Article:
Saturday, May 19, 2007

The Great Collarbone Rebuttal


Shortly after my blog was quoted in The New York Times (Thursday, Mary 10, “Styles”) on the unfortunate rise of the clavicle, I received the following indignant email from a writer in Manhattan who shall remain nameless.

My clavicles stick out and always have. This kind of article makes me feel as if I will be vilified for the way my body is. I wish the voice of someone with my body type got in there, and all other articles that suspect women of malnutrition when they may have just been born small boned and with a high metabolism. I wonder what you think about "the other side."

Mes enfants, it is true. You deserve to hear, in her own words, from a female who is…how can I put this tactfullynaturally gaunt. (Oui, mayhap gaunt is not quite fair. Petite. ) The writer has, again in her own words “chosen a life teaching and writing in the Humanities.” Since we are both busy, accomplished women with no time to meet in person, The Writer graciously consented to an online interview.

JE: For much of recent fashion history, women have been urged to be as thin as inhumanly possible. My dear, why should anyone feel sympathy for you?

ELLE: I’m 44 and not seeking pity. I get sick of the feeding frenzy on naturally thin women. I don’t think it’s cute when larger women say half-kidding to me, “I hate you,” as they have a number of times.

JE: You ask me my thoughts about the “the other side.” That gave me pause. Is there really another side? What on earth is it?

ELLE: The other side is the other side of the issue—being thin and getting ostracized for it.

JE: I have never noticed thin women being ostracized. Au contraire.

ELLE: This is not just a feminist issue; it’s one of women falling prey to gossip and their vicious sides, usually propelled by insecurity. The meanness is a feminist issue but more, a psychological one. Sadism exists in all of us, and so we must rein it in. If women are to make strides as an empowered group, we will have to especially reign in our sadistic pleasure in tearing each other down.

JE: Then, do you feel like your female friends have a problem with your body? Are you prone to pronouncements like “Anyone can be thin if they want it enough”?

ELLE: My friends and I are all middle-aged and therapized enough to have put most pettiness behind us. What I observe is that most women are about the size of their biological mothers, minus ten pounds as our generation works out more and our era doesn’t extol the hour glass figure so most women don’t aspire to that shape. (Editorial aside: that is society's great loss.)

JE: Are you able to eat whatever you want, whenever you want? Do you eat small portions? Do you secretly gloat that you can eat more than most women?

ELLE: I don’t want to eat a lot. It may be my Anglo Saxon upbringing that simply didn’t encourage enjoyment of food much; it may be my large tonsils. Since you’re interested, I will say I do love how I feel like a “real” athlete soon after a run when I eat with gusto. (Editorial aside: your faithful correspondent feels it is far healthier to enjoy a box of chocolates while reading French Vogue. Much easier on the knees, for one thing.)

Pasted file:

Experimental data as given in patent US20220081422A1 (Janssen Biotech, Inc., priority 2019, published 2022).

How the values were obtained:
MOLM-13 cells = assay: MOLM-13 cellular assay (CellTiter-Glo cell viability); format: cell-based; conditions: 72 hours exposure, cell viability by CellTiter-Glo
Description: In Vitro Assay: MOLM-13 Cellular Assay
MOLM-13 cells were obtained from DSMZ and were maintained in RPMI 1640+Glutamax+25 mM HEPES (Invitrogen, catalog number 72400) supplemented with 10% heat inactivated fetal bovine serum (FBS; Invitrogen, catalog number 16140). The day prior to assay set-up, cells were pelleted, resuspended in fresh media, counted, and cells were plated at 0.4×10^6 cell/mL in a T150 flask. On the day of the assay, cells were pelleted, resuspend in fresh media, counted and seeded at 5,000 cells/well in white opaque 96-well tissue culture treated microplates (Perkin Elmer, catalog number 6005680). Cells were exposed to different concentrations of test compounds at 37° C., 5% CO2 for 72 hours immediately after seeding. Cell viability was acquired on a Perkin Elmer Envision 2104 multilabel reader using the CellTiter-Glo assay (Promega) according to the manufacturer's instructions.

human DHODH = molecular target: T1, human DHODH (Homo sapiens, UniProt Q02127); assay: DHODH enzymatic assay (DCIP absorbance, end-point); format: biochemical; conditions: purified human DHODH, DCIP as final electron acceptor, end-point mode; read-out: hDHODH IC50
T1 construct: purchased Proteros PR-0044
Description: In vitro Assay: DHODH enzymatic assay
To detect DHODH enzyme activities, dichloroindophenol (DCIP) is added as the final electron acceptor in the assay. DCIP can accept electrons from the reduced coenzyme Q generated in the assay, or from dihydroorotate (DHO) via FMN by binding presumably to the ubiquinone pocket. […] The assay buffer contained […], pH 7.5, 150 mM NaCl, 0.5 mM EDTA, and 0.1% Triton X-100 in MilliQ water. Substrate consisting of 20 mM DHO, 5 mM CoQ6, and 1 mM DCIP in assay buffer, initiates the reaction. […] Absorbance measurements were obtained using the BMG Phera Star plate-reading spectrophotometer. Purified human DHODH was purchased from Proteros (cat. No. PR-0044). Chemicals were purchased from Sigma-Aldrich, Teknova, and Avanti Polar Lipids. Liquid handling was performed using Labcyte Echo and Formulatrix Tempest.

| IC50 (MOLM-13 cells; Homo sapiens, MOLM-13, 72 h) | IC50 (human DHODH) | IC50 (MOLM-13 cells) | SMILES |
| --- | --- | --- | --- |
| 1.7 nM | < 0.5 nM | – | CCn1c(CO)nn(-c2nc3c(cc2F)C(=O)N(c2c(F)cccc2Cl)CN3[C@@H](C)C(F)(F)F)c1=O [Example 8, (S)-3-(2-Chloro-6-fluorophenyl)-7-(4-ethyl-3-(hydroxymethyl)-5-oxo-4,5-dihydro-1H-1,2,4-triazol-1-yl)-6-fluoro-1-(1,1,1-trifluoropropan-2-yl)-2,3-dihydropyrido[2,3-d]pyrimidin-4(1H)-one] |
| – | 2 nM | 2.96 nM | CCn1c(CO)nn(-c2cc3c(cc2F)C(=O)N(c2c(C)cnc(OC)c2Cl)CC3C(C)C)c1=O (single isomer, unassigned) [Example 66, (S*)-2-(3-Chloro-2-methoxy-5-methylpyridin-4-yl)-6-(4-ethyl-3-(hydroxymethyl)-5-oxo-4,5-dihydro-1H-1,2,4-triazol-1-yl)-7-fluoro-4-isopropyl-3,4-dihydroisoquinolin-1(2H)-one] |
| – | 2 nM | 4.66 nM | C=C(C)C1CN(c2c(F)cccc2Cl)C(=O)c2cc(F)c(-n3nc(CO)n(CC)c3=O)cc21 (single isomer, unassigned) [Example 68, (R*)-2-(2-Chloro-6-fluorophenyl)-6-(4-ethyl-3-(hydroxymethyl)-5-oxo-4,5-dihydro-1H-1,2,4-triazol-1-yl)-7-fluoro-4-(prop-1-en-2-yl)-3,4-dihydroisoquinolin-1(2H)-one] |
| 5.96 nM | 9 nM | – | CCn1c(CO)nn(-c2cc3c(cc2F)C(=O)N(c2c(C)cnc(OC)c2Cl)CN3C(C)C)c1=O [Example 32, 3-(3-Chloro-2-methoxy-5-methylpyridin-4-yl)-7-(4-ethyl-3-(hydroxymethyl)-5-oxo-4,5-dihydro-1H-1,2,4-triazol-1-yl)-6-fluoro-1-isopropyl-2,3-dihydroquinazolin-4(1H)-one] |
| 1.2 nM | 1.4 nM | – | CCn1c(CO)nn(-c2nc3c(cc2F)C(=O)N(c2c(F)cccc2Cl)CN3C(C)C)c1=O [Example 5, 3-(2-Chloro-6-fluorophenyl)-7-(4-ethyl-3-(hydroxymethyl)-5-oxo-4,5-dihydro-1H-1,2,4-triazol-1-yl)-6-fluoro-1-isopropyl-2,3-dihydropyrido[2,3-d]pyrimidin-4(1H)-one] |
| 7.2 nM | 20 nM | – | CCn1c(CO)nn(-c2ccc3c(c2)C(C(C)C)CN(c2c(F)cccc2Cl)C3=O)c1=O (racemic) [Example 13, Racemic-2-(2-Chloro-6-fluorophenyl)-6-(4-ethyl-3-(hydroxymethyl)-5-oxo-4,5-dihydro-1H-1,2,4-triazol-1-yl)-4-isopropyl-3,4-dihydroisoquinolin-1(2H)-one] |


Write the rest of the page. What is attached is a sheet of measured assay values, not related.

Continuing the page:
JE: How does it feel to be considered by many the fashion ideal?

ELLE: A fashion ideal? Honey, I don’t bare my legs in the summer. They are black and blue with veins. Doctors ask me how I got bruised. I have a middle-aged body; ya want details?

JE: No.

ELLE: Also, I am 5’2”. I will soon be called a little old lady. Nevertheless, I love my body. I love my collarbones too, even if I’ve been used to demonstrate human anatomy to a yoga class and at physical therapy. I do think we have an obligation to try to understand one another; in fact, it may be the only hope for the continuation of civilization.

JE: Whatever do you mean? Deep thoughts give me such a headache, dahling.

ELLE: It’s essential that women define themselves and invent what they want without commercial influence. At times I’m confused when people complain about media domination, as if we are mere victims. Turn the shit off. Don’t look at the fashion magazines. Create a counter culture. Get your own life, not the one dictated to you.

JE: Oh. One does have to admit to agreement on that point. If I lived the life dictated for moi, I would not be the fabulous, world-famous woman that I am. Thank you so much for this interview, Carol. It has been most enlightening to both me and my readers.

Many thanks to this writer for a glimpse over the other side of the fence.

P.S. Hello to my admirer in Atlanta, Georgia! So glad you love the blog!

1 comment:

Viviene said...


How utterly lovely of you to give equal time to the dark side.

What a shame that Ms. Rial was not encouraged to "enjoy" food. Great dining happens to be one of the most sensual pleasures there is next to making love. What a shame that a loaf of bread, a jug of wine and thou has no meaning for Ms. Rial.

How easy for Ms. Rial to say "Don’t look at the fashion magazines" when in reality bodacious plus size women are vilified and women of Ms. Rial's build are treated like goddesses by designers.

You see, Ms. Rial, there are two sides to every story. When fashion starts balancing out what they offer between the plus size woman and the "naturally thin" woman I may be able to feel sorry for your ostracization.